Josh: We’re supporting more than 50 chains right now. Some of those are kind of early-stage chains. But there’s about 14 chains right now that we’re seeing heavy adoption on.
So, our core, main product is 14 different blockchains, and then we have this longer tail of emerging blockchains that we’re also supporting with full nodes as well.
What do you think are the the biggest challenges Ankr might face as a business?
Josh: Well, every crypto company, especially in the US, is facing uncertainty with regard to the regulatory environment. Our opinion on that is… because we don’t take possession of crypto, we instead facilitate the crypto economy as an infrastructure provider. And that’s different from someone who’s creating a security, like a stablecoin for instance, which are products under the microscope from US regulators right now.
I think we’ll get more clarity on that, in the coming months and coming years. We see it as a tremendous advantage to be headquartered in the US, but definitely we have a long way to go with the regulatory aspect.
It’s of tremendous importance for the US, and for me personally, to see the US lead the way with Web3. China has essentially completely outlawed things there… It’s very important for these economies in the Western democratic world to embrace crypto and support innovation. It’s something I don’t think will be able to be stopped either way, though.
What about barriers to understanding Ankr and DeFi? Do you think crypto noobs might have a hard time getting to grips with it?
Josh: Yeah, there’s definitely an understanding barrier for new users in the space. I like to think of it like Ankr is your second step in crypto, we’re not your first. The first step in crypto for most people is… you go to Coinbase, you go to Binance… or Kraken or Gemini.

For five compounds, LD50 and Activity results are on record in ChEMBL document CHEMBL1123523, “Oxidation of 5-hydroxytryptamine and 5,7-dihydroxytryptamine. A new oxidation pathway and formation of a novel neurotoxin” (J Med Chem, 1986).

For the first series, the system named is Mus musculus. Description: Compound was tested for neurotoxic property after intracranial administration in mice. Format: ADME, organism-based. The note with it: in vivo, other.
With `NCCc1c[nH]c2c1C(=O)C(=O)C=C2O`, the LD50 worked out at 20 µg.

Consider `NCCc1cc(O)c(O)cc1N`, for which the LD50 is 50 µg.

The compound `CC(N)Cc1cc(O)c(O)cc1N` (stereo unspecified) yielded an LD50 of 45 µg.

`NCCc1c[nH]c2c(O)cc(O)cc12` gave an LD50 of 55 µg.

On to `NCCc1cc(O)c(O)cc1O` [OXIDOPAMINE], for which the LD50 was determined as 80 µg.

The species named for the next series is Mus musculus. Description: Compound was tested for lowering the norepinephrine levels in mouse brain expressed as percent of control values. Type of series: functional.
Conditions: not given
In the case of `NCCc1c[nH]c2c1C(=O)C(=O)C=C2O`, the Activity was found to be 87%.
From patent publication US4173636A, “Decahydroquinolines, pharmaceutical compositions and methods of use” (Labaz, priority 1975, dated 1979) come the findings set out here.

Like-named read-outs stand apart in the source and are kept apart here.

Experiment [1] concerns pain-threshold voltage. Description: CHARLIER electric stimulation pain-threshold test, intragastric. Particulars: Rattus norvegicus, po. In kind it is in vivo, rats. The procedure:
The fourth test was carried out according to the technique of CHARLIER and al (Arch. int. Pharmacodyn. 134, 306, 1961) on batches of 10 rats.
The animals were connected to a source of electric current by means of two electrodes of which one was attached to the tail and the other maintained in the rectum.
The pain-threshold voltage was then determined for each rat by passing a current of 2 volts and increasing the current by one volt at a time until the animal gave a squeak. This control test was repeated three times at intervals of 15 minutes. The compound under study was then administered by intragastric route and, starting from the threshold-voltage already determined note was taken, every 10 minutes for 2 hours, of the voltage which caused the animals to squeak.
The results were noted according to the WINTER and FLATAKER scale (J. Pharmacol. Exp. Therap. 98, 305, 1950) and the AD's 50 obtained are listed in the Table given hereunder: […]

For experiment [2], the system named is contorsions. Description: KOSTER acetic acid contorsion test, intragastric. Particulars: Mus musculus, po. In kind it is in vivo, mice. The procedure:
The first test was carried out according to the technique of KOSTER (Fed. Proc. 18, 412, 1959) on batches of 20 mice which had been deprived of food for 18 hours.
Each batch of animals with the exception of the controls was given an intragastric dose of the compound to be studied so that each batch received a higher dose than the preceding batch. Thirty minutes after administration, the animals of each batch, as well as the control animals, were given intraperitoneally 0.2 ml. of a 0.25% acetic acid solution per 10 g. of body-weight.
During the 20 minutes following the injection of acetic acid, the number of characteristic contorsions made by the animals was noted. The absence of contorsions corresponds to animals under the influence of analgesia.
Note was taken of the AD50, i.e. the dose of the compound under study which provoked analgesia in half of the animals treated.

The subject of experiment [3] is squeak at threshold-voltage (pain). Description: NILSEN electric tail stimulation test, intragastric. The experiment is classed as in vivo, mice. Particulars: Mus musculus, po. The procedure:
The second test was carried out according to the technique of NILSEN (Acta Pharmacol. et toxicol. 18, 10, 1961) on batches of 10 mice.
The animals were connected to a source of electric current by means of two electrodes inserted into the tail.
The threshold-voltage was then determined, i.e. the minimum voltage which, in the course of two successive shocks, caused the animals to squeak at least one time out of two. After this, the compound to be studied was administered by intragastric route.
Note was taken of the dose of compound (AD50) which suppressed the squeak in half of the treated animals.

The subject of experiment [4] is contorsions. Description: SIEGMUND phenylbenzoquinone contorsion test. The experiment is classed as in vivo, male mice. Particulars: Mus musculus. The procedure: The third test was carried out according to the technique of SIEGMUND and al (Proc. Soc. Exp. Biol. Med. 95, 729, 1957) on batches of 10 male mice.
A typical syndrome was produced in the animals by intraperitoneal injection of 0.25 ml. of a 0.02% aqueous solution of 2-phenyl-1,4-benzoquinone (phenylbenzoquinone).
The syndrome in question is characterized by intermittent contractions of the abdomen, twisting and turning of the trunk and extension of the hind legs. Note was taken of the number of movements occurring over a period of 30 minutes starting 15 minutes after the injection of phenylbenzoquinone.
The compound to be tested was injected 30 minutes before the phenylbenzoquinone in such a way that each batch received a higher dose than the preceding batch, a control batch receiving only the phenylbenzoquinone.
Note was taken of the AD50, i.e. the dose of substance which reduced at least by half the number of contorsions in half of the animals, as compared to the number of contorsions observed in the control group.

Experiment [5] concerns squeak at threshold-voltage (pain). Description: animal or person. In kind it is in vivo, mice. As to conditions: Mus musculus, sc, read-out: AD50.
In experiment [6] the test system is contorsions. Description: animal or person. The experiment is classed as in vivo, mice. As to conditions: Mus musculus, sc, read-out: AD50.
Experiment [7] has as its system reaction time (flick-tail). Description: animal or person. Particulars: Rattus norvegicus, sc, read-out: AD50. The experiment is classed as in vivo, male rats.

Most people just think of exchanges like a bank, right? Customer support line… call in if you need help… and that’s a great starting place. But Ankr’s your second step if you need to get into the DeFi world. And if you’re going to stake with us, then you need to be able to feel comfortable delegating your crypto.
We have a long way to go, I think, before the mass market feels comfortable with doing that… and a lot of education to do… which is why in January we’re launching the Ankr Academy, as Filipe mentioned.
Let’s recap for a sec… can you go over the core reasons to stake crypto with Ankr?
Filipe: Sure, yes there are three main benefits…
• The capital inefficiency that we’re solving. And that means two things – you can borrow against it (a way to have more financial flexibility with your assets), and you can earn more on top of your staked tokens through DeFi – which is the composability of staked income.
• When compared to staking with, say Coinbase or Kraken, staking with Ankr gives you the possibility to stake in a more decentralised way. And that’s because we’re not relying on only a specific custodian, we’re not relying only on one specific validator node.
• And finally, by doing this, you’re contributing to the security of the network. Making staking more accessible ultimately contributes to the security of these blockchains without making the capital inefficiency problem even worse.
What else is exciting you about Ankr? Anything else you want to mention?
Josh: I think just that, with the Ankr protocol, we’re bringing staking to full nodes – no one else has done that yet. So we’re excited about that. We also have a huge roadmap for 2022, but I don’t want to mention too much about that just yet. But we definitely see ourselves as a top project in this space, with the most fundamental use case there is.
Filipe: As for me, I’m pretty excited about democratising access to staking. And also for next year to look into more of a b2b model as well.
There are many centralised exchanges, for instance, not offering staking – because it’s still cumbersome to have nodes integrate that into their system. And the most scalable way to offer staking to those players, in my opinion, is to propose them to offer staking deposits and back them by liquid staking. I think that’s a no-brainer.
To learn more about Ankr’s liquid staking, the protocol’s leading role as a decentralised infrastructure provider, and how it’s supporting the growth of Web3 through multichain solutions, head to its website.
Stockhead has not provided, endorsed or otherwise assumed responsibility for any financial product advice contained in this article.
At the time of writing, the author holds several crypto assets, including Bitcoin and Ethereum.